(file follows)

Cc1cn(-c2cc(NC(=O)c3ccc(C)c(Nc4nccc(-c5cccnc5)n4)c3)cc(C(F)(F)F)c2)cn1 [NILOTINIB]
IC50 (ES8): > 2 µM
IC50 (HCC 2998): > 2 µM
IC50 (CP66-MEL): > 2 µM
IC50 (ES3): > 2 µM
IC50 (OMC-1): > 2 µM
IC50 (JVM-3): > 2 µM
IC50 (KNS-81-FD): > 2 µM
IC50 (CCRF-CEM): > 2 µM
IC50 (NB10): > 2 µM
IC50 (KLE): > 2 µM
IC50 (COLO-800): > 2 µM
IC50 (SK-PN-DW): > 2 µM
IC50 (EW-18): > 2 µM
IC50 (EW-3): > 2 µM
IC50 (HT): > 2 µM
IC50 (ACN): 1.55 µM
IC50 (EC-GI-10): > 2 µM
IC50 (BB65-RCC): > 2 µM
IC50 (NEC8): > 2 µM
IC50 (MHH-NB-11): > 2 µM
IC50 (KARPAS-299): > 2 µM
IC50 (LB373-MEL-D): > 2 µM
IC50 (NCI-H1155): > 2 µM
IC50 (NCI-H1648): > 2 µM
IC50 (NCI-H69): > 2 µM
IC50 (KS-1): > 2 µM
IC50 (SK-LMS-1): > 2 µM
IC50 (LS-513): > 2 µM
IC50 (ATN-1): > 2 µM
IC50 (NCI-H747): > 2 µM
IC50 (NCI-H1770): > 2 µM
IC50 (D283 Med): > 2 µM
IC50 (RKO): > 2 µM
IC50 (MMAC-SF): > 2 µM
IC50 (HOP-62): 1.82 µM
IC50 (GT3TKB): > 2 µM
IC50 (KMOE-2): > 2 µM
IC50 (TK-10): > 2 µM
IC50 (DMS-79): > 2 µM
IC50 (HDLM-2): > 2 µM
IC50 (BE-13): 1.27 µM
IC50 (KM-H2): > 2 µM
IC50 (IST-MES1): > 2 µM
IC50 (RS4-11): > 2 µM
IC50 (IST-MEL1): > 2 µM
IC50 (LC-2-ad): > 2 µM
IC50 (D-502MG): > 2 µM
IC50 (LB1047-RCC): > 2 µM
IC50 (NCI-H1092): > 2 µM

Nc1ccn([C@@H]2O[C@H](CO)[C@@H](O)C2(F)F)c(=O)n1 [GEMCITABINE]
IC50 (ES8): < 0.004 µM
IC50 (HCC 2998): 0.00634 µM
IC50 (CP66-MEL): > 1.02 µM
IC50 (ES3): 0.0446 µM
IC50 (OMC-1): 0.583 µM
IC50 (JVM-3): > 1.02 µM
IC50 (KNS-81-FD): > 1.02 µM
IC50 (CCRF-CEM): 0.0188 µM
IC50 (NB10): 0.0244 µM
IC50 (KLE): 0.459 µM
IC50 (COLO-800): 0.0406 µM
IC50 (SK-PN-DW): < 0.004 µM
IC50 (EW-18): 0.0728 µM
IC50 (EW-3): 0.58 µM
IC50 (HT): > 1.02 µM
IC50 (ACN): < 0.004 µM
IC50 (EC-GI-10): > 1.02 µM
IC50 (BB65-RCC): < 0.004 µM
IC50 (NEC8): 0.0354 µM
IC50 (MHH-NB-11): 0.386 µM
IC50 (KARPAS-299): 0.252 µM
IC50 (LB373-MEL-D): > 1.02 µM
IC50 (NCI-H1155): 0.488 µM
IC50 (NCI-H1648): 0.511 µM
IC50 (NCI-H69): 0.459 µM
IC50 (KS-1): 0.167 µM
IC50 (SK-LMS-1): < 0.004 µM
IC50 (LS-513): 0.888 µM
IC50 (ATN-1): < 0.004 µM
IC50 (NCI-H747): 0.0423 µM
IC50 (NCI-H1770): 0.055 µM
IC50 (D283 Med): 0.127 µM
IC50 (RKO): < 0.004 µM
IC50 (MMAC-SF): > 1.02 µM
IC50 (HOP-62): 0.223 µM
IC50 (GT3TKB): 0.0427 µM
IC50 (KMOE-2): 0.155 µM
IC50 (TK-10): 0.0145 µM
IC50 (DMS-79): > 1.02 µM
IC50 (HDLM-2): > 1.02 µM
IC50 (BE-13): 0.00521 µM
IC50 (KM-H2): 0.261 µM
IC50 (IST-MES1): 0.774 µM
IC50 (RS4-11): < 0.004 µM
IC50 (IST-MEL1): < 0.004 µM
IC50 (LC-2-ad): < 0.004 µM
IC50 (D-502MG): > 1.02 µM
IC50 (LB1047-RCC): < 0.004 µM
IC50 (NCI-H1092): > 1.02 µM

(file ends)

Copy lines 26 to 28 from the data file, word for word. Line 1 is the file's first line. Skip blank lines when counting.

IC50 (NCI-H69): > 2 µM
IC50 (KS-1): > 2 µM
IC50 (SK-LMS-1): > 2 µM